‘Prayer to the Yanomami Goddess’ by Sebastião Salgado photograph


‘Prayer to the Yanomami Goddess’ by Sebastião Salgado

Sebastião Salgado’s ascent to the highest point in Brazil, in the heart of the Amazon region.

10 мин
World Unseen is improving the way we all experience photography – whether blind, partially sighted, and sighted. Here, you’ll find Sebastião Salgado’s incredible photograph taken at the heart of the dense Amazon. Listen to the audio description, or read about it below.

Listen to the audio description of Sebastião’s photograph

‘Prayer to the Yanomami Goddess’ by Sebastião Salgado photograph

In the centre of this black-and-white photograph, we see a man, from the thighs up, standing with his arms aloft, palms forward. His mouth is open, as though he is singing or chanting. He’s barechested, but wears a hat made of feathers and has dark-coloured paint across his forehead and on his cheeks. The paint goes down his torso, stopping close to the belly button. A necklace hangs down to his chest.

Behind the man, we can see shallow water flowing over rocks, and lush branches of trees arch over it. In the background, there are two other men, one of them sits on a moss-covered rock in the left of the image, holding two long spears. The other is in the top-centre of the picture, crouched on a mound. A thick fog hangs in the air.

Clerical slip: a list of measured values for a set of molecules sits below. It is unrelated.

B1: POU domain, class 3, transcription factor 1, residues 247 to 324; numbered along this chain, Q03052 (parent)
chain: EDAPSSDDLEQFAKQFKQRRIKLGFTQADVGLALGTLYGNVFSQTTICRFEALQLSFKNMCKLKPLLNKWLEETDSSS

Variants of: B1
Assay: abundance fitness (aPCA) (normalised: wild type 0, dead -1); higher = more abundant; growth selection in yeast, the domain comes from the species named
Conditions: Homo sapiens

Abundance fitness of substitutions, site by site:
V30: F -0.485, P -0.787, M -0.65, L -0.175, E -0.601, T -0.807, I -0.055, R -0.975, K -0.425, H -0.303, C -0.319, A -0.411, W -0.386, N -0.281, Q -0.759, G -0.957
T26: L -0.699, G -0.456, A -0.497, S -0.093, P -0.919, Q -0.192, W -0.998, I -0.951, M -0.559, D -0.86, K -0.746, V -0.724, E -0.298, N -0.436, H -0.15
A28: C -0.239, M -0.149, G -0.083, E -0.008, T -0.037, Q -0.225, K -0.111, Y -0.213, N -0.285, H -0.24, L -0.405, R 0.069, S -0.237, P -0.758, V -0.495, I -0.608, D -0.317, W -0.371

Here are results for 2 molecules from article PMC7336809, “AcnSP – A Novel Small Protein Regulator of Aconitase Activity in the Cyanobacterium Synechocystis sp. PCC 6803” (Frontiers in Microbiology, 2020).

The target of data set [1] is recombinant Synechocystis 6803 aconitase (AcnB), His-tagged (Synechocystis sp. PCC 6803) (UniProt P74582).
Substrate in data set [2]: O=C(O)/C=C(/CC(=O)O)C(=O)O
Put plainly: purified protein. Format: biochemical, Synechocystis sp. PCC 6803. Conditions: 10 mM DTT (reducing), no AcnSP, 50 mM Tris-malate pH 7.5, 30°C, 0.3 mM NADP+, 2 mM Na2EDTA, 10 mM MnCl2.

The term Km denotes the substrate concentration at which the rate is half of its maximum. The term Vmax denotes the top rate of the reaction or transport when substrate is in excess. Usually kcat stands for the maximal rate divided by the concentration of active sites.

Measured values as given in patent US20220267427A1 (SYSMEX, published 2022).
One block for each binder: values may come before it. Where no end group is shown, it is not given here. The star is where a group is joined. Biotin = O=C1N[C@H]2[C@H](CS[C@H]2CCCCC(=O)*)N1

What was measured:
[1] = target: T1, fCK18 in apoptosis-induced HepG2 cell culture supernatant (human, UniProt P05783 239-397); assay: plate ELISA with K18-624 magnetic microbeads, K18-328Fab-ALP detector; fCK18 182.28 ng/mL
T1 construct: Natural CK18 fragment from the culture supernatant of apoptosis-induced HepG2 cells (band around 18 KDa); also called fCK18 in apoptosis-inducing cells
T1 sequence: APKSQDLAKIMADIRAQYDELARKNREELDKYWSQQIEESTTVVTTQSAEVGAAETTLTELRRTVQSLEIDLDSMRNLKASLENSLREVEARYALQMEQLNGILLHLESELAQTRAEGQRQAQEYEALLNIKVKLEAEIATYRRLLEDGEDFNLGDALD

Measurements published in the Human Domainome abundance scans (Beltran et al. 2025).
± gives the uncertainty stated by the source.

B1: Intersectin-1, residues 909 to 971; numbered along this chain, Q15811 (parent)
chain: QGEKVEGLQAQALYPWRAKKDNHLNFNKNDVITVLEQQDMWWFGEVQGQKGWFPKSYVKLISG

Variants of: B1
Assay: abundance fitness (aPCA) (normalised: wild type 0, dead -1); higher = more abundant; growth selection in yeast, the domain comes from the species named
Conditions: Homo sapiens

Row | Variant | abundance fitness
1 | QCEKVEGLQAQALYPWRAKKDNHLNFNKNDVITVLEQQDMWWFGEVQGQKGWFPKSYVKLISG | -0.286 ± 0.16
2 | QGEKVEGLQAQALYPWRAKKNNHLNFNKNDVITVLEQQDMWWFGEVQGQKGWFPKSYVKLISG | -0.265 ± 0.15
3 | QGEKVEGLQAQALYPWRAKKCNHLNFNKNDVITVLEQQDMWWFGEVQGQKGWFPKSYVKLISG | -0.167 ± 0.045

The shaman in the photo, Koparihewë, addresses the great Yanomami goddess. He asks her to stop the rains so that we can make our ascent."

‘Prayer to the Yanomami Goddess’ by Sebastião Salgado photograph showing VI impairment early glaucoma simulation
‘Prayer to the Yanomami Goddess’ by Sebastião Salgado photograph showing no VI impairment early glaucoma simulation

Slide to see a simulation of early glaucoma

Original photograph

My name is Sebastião Salgado, a photographer from Brazil. This photo was taken when I climbed the country’s highest mountain, Pico da Neblina (fog peak), in the heart of the Amazon region. We're used to seeing pictures of the Amazon as a vast plain with sinuous rivers.

Yet little is known about life on these mountains because they are so difficult to access. The biggest mountains in Brazil are all in the Amazon, and the density of vegetation means there is so much we’ve yet to learn about them. I climbed this mountain with a group of 22 indigenous people, two of whom were great shamans, one of them is the man in this image.

The climb was difficult and slippery. This peak is called "fog" because it is draped in humidity and a lot of rain. When we reached an altitude of 2,100 metres, we set up camp and finished the climb at 3,107 metres.

The shaman in the photo, Koparihewë (a name that means "chief of song" or "voice of nature"), addresses the great Yanomami goddess who lives high up in the mountains during the climb. This goddess controls all the rains and storms in the Amazon, and he asks her to stop the rains so that we can make the ascent more easily. In the end, we managed a reasonable climb.

I don’t try to send messages through my work because I let it speak for itself. But I do hope it inspires people to look at the photographs I've taken in this region with love and respect for this forest and its inhabitants.

The Amazon is one of the most protected regions on the planet, along with Antarctica, and we must protect this space in every way, because otherwise it will be catastrophic, not simply for those close to the river and its forests, but for all of us.

Behind the shot
Sebastião Salgado took this stunning photograph while in the Amazon region using the Canon EOS-1D X.